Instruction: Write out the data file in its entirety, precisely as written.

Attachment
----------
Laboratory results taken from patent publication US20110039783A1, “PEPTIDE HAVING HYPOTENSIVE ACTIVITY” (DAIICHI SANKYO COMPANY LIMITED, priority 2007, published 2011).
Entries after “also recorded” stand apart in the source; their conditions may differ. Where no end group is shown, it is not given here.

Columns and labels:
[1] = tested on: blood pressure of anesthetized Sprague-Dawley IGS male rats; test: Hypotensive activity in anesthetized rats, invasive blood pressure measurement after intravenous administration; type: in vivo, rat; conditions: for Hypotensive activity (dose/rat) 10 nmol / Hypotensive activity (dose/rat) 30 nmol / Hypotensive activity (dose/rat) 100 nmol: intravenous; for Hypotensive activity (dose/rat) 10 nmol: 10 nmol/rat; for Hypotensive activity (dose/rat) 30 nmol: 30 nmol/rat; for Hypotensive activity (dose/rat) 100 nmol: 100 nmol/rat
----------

Laboratory results taken from patent publication US20110039783A1, “PEPTIDE HAVING HYPOTENSIVE ACTIVITY” (DAIICHI SANKYO COMPANY LIMITED, priority 2007, published 2011).
Entries after “also recorded” stand apart in the source; their conditions may differ. Where no end group is shown, it is not given here.

Columns and labels:
[1] = tested on: blood pressure of anesthetized Sprague-Dawley IGS male rats; test: Hypotensive activity in anesthetized rats, invasive blood pressure measurement after intravenous administration; type: in vivo, rat; conditions: for Hypotensive activity (dose/rat) 10 nmol / Hypotensive activity (dose/rat) 30 nmol / Hypotensive activity (dose/rat) 100 nmol: intravenous; for Hypotensive activity (dose/rat) 10 nmol: 10 nmol/rat; for Hypotensive activity (dose/rat) 30 nmol: 30 nmol/rat; for Hypotensive activity (dose/rat) 100 nmol: 100 nmol/rat